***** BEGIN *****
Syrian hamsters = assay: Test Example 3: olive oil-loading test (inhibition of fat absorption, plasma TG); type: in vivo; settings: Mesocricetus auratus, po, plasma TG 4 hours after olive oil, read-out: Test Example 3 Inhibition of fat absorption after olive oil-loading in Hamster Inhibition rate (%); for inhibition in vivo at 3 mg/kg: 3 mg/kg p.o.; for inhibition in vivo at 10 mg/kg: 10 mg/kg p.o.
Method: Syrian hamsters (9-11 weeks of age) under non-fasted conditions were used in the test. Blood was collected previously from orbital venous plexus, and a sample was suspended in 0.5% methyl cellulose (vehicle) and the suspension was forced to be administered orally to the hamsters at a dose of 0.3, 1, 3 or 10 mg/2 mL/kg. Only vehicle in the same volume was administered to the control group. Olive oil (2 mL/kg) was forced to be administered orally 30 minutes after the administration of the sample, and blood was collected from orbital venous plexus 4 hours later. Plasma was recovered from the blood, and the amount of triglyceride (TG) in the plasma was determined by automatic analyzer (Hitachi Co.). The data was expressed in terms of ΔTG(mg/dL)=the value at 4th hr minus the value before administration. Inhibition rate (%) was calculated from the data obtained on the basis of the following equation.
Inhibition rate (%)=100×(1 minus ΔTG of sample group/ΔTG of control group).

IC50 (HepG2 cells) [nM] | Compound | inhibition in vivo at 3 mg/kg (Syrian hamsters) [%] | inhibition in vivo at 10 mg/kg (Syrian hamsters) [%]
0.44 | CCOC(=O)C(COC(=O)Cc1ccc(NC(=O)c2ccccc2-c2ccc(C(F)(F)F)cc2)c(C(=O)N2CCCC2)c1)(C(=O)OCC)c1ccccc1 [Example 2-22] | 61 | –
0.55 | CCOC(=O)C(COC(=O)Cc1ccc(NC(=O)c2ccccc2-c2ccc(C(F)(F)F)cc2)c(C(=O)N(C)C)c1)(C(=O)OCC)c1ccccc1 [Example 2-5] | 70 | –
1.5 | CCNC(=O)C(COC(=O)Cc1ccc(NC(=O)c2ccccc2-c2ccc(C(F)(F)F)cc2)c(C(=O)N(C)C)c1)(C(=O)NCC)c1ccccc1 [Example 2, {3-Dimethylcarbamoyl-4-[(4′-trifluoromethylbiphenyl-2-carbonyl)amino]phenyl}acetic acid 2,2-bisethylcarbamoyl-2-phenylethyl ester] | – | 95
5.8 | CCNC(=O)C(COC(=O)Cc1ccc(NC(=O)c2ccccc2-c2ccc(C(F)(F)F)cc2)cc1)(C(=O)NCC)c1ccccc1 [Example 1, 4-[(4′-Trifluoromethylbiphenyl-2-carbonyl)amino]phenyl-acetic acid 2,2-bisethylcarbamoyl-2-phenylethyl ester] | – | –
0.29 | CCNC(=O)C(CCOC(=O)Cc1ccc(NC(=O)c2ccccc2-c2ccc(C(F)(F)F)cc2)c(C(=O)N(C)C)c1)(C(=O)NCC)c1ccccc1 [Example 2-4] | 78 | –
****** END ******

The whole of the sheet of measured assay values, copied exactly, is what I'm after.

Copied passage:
Syrian hamsters = assay: Test Example 3: olive oil-loading test (inhibition of fat absorption, plasma TG); type: in vivo; settings: Mesocricetus auratus, po, plasma TG 4 hours after olive oil, read-out: Test Example 3 Inhibition of fat absorption after olive oil-loading in Hamster Inhibition rate (%); for inhibition in vivo at 3 mg/kg: 3 mg/kg p.o.; for inhibition in vivo at 10 mg/kg: 10 mg/kg p.o.
Method: Syrian hamsters (9-11 weeks of age) under non-fasted conditions were used in the test. Blood was collected previously from orbital venous plexus, and a sample was suspended in 0.5% methyl cellulose (vehicle) and the suspension was forced to be administered orally to the hamsters at a dose of 0.3, 1, 3 or 10 mg/2 mL/kg. Only vehicle in the same volume was administered to the control group. Olive oil (2 mL/kg) was forced to be administered orally 30 minutes after the administration of the sample, and blood was collected from orbital venous plexus 4 hours later. Plasma was recovered from the blood, and the amount of triglyceride (TG) in the plasma was determined by automatic analyzer (Hitachi Co.). The data was expressed in terms of ΔTG(mg/dL)=the value at 4th hr minus the value before administration. Inhibition rate (%) was calculated from the data obtained on the basis of the following equation.
Inhibition rate (%)=100×(1 minus ΔTG of sample group/ΔTG of control group).

IC50 (HepG2 cells) [nM] | Compound | inhibition in vivo at 3 mg/kg (Syrian hamsters) [%] | inhibition in vivo at 10 mg/kg (Syrian hamsters) [%]
0.44 | CCOC(=O)C(COC(=O)Cc1ccc(NC(=O)c2ccccc2-c2ccc(C(F)(F)F)cc2)c(C(=O)N2CCCC2)c1)(C(=O)OCC)c1ccccc1 [Example 2-22] | 61 | –
0.55 | CCOC(=O)C(COC(=O)Cc1ccc(NC(=O)c2ccccc2-c2ccc(C(F)(F)F)cc2)c(C(=O)N(C)C)c1)(C(=O)OCC)c1ccccc1 [Example 2-5] | 70 | –
1.5 | CCNC(=O)C(COC(=O)Cc1ccc(NC(=O)c2ccccc2-c2ccc(C(F)(F)F)cc2)c(C(=O)N(C)C)c1)(C(=O)NCC)c1ccccc1 [Example 2, {3-Dimethylcarbamoyl-4-[(4′-trifluoromethylbiphenyl-2-carbonyl)amino]phenyl}acetic acid 2,2-bisethylcarbamoyl-2-phenylethyl ester] | – | 95
5.8 | CCNC(=O)C(COC(=O)Cc1ccc(NC(=O)c2ccccc2-c2ccc(C(F)(F)F)cc2)cc1)(C(=O)NCC)c1ccccc1 [Example 1, 4-[(4′-Trifluoromethylbiphenyl-2-carbonyl)amino]phenyl-acetic acid 2,2-bisethylcarbamoyl-2-phenylethyl ester] | – | –
0.29 | CCNC(=O)C(CCOC(=O)Cc1ccc(NC(=O)c2ccccc2-c2ccc(C(F)(F)F)cc2)c(C(=O)N(C)C)c1)(C(=O)NCC)c1ccccc1 [Example 2-4] | 78 | –